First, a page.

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Int J Med Inform. 2005 Oct;74(10):827-37.

Emergency physicians' behaviors and workload in the presence of an electronic whiteboard.

Author information

1
Vanderbilt University Medical Center, Department of Medicine, S1108 Medical Center North, Nashville, TN 37232-2668, USA. dan.france@vanderbilt.edu

Abstract

BACKGROUND:

As the demands on the emergency medicine (EM) system continue to increase, improvements in the organization of work and the access to timely clinical and system information will be required for providers to manage their workload in a safe and efficient manner. Information technology (IT) solutions are beginning to find their place in the emergency department (ED) and it is time to begin understanding how these systems are effecting physician behavior, communication and workload.

METHODS:

The study used a time-in-motion, primary task analyses to study faculty and resident physician behavior in the presence of an electronic whiteboard. The NASA-Task Load Index (TLX) was used to measure subjective workload and the underlying dimensions of workload at the end of each physician observation. Work, communication and workload were characterized using descriptive statistics and compared using Mann-Whitney U-tests.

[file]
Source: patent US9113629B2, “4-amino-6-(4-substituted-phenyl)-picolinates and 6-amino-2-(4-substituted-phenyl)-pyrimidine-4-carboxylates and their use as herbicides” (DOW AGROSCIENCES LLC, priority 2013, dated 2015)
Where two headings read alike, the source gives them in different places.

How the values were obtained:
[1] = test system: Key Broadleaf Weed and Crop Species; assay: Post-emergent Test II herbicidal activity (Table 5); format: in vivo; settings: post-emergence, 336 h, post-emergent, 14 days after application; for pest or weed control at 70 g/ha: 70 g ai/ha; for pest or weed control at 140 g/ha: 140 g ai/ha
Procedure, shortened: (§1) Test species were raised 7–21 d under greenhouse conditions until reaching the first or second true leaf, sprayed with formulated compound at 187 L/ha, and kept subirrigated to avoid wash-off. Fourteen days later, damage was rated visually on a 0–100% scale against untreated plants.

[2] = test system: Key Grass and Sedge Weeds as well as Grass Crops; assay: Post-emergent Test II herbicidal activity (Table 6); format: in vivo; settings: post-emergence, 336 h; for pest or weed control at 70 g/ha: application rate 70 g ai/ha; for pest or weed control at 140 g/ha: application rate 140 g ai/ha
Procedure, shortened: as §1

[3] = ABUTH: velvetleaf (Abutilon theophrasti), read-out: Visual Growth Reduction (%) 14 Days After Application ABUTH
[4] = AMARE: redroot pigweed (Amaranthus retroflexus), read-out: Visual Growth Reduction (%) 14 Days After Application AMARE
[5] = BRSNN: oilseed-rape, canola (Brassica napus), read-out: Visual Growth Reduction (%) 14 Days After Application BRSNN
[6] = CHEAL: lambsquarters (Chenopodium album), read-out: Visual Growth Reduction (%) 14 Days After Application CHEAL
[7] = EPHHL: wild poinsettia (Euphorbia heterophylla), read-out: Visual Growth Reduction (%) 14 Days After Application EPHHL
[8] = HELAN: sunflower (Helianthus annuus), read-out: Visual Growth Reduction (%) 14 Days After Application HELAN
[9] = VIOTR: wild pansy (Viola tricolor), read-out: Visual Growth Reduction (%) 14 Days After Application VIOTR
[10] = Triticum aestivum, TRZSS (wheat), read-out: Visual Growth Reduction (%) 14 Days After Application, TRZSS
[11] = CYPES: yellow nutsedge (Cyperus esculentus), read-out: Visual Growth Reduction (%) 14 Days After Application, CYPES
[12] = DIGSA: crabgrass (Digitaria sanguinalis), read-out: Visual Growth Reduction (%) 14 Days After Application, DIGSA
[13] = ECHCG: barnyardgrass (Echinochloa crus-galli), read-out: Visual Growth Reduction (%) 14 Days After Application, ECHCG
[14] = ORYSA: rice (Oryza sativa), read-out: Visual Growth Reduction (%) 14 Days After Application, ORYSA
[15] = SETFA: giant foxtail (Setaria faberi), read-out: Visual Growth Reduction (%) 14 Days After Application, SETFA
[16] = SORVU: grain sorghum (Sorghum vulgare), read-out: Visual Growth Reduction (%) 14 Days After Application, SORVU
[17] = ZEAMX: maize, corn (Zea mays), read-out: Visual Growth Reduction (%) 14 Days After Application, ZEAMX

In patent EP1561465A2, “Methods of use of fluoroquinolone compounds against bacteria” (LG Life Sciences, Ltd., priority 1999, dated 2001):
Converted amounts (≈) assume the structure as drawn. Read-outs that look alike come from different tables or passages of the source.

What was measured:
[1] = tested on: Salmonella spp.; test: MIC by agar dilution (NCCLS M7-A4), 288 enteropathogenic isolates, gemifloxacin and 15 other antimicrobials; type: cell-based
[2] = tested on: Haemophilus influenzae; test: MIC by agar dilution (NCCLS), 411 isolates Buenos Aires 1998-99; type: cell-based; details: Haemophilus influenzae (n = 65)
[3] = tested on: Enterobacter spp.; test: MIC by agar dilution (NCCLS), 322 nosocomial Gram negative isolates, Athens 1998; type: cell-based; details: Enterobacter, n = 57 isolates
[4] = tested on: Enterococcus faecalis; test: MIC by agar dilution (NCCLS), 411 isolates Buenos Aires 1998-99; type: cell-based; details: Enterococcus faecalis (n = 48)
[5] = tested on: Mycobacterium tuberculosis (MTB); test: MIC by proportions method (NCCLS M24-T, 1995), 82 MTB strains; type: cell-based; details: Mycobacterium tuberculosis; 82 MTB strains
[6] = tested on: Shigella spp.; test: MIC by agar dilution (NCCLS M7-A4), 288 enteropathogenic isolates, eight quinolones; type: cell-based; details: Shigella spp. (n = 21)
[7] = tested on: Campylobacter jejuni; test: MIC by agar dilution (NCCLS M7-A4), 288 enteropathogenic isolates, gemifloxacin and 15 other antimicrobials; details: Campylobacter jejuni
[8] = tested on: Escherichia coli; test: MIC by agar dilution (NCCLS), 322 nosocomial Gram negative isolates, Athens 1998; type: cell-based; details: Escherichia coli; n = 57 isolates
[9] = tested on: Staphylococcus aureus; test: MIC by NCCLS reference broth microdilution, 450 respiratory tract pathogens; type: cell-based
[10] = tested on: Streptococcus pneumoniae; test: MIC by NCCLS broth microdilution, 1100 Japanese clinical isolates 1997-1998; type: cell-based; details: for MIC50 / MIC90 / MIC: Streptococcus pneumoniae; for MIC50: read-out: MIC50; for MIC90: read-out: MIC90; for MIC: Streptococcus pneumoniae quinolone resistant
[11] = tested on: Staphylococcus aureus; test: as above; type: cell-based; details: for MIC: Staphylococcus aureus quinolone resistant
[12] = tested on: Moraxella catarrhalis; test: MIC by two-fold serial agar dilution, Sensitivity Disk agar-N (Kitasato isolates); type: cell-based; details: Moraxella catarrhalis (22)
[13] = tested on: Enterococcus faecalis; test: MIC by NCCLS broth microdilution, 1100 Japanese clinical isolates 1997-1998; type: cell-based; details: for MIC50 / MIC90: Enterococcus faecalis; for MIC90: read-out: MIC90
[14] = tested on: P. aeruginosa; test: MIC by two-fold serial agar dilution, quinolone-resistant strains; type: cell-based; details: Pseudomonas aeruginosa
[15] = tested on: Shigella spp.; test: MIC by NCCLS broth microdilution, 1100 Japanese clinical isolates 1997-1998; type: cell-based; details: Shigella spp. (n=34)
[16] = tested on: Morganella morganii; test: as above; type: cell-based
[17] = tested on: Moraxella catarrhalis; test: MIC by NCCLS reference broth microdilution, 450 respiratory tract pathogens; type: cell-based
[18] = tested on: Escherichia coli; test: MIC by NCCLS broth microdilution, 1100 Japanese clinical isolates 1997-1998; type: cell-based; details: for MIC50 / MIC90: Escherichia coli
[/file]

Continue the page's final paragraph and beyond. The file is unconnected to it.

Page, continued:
RESULTS:

Physicians in our study performed more tasks and were interrupted less than physicians studied previously in conventional EDs. Interruptions interrupted direct patient care tasks less than other clinical activities. Temporary interruptions appear to be a major source of inefficiency in the ED, and likely a major threat to patient safety. Face-to-face interruptions persist even in the presence of advanced IT systems, such as the electronic whiteboard. Faculty physicians exhibited lower workload scores than resident physicians. Frustration was a significant contributing factor to workload in resident physicians. All physicians ranked temporal demands and mental demands as major contributing factors to workload.

CONCLUSION:

The results indicate that the electronic whiteboard improves the efficiency of work and communication in the ED. IT solutions may have great utility in improving provider situational awareness and distributing workload among ED providers. The results also demonstrate that IT solutions alone will not solve all problems in the ED. IT solutions will probably be most effective in improving efficiency and safety outcomes when paired with human-based interventions, such as crew resource management. Future studies must investigate team interaction, workload and situational awareness, and the association of these factors to patient and provider outcomes.

Comment in

PMID:
16043391
DOI:
10.1016/j.ijmedinf.2005.03.015
[Indexed for MEDLINE]

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